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Bold Eagle

Recruits for the Bold Eagle program, July 1991.
Trevor Sutter (Regina Leader-Post)

Bold Eagle, a unique program for Aboriginal youth developed by the Canadian Department of National Defence in partnership with First Nations organizations from across western Canada, originated with the Federation of Saskatchewan Indian Nations in 1988 and has expanded to include participation by Aboriginal youth from all four western provinces and northwestern Ontario. The goals of the program are to develop self-confidence, self-discipline, physical fitness and teamwork skills. Bold Eagle consists of two parts: the development of cultural awareness through participation in a four-day “culture camp,” and military recruit training. To participate in Bold Eagle, candidates must be of Aboriginal or Métis background, be at least 16 years of age, and have completed Grade 10 or equivalent. Participants are enrolled as recruits in the Canadian Forces at the beginning of the program.

The purpose of the culture awareness aspect is to ease the transition for the participants from civilian to military life. The culture camp is conducted by Elders of different First Nations and Aboriginal groups, and focuses on common spiritual beliefs. Participants and their friends and families have the opportunity to attend a powwow as part of the program. The provision of Aboriginal cultural awareness is a key component of Bold Eagle; it differentiates the program from all other military training programs of the Canadian Forces. Participants also attend the standard five-week Army Reserve basic military training course, held at Wainwright (Alberta) during the months of July and August. Taught by military personnel, the course includes general military knowledge, weapons handling, drill first aid, as well as navigation and survival skills. At the conclusion of the course, successful graduates are eligible to enroll in the Regular or Reserve components of the Canadian Forces.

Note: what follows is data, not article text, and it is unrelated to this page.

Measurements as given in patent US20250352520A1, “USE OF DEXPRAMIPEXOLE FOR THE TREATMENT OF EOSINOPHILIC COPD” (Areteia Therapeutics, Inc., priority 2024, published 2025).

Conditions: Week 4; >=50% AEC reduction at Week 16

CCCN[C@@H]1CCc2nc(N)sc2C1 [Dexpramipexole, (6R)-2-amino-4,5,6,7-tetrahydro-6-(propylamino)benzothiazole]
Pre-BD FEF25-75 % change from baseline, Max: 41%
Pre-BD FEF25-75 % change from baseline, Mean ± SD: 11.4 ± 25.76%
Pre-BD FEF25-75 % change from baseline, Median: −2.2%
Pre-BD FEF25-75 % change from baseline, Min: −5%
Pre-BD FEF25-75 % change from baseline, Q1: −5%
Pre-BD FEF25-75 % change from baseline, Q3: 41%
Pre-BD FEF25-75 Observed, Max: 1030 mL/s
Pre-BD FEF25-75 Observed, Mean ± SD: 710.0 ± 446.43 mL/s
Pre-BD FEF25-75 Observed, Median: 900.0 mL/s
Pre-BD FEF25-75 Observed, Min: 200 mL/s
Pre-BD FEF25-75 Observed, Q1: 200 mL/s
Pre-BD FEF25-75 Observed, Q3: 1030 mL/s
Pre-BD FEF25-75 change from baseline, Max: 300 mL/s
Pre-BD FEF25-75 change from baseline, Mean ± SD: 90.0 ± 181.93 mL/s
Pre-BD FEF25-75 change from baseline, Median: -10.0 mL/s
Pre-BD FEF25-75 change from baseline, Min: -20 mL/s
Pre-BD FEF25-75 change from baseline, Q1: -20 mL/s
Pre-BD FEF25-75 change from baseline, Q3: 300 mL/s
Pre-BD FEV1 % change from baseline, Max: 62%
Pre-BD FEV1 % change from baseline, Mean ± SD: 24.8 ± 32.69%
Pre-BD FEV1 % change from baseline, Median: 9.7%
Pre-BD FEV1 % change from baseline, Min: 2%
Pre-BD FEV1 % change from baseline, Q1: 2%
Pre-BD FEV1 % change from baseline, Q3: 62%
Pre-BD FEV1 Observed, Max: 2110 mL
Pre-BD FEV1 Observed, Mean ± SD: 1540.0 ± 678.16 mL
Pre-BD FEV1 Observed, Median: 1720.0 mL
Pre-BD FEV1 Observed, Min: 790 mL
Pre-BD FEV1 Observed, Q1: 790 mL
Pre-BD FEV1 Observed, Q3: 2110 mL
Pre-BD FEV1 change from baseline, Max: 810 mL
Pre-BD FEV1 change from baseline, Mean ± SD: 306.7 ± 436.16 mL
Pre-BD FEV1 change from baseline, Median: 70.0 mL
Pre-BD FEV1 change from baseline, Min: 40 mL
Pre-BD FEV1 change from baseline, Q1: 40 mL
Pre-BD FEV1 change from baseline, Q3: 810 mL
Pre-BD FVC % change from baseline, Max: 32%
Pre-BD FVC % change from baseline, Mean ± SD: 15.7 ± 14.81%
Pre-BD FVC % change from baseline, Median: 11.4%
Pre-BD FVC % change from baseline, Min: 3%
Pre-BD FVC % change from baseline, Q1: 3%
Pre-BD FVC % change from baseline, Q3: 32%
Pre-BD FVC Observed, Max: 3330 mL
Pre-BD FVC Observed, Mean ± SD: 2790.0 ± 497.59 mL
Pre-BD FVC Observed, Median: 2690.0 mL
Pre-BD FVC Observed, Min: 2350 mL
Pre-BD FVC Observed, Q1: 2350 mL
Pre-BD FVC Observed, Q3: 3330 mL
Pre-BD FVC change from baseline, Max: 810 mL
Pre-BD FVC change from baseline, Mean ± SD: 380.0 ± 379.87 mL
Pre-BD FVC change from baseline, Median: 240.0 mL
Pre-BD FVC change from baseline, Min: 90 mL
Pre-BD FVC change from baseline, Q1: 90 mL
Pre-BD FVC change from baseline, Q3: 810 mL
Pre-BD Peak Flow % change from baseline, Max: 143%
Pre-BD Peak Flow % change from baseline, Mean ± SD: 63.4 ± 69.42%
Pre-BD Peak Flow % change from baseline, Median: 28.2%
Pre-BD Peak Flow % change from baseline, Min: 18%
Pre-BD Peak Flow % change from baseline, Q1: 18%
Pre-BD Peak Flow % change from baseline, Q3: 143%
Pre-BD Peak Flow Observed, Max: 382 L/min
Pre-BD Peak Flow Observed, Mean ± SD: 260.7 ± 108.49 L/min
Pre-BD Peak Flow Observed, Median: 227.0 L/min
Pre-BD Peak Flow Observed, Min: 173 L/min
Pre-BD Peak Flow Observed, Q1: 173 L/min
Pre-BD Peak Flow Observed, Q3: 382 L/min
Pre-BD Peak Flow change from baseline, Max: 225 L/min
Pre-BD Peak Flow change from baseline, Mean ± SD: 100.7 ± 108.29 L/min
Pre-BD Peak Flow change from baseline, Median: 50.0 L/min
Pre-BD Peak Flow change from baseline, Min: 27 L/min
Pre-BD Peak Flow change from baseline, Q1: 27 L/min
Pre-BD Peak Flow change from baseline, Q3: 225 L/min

Stewart Mein

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